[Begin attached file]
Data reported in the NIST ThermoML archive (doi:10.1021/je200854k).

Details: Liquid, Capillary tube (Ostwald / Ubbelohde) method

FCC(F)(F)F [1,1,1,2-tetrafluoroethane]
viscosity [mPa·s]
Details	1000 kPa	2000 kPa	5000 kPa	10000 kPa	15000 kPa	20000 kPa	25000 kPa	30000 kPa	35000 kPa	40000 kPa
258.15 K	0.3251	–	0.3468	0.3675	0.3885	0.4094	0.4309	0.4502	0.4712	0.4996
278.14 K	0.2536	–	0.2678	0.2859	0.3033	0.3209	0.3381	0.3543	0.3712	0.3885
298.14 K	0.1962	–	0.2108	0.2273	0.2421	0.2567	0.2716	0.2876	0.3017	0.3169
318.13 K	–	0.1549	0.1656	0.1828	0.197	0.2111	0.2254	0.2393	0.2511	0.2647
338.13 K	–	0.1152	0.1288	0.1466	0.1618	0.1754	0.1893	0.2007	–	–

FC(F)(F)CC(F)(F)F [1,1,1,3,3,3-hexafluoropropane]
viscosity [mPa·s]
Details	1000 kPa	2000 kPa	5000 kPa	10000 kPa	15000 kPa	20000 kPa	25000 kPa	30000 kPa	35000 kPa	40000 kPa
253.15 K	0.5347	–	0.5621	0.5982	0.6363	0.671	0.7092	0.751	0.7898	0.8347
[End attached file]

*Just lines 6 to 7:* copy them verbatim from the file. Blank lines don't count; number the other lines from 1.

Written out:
258.15 K	0.3251	–	0.3468	0.3675	0.3885	0.4094	0.4309	0.4502	0.4712	0.4996
278.14 K	0.2536	–	0.2678	0.2859	0.3033	0.3209	0.3381	0.3543	0.3712	0.3885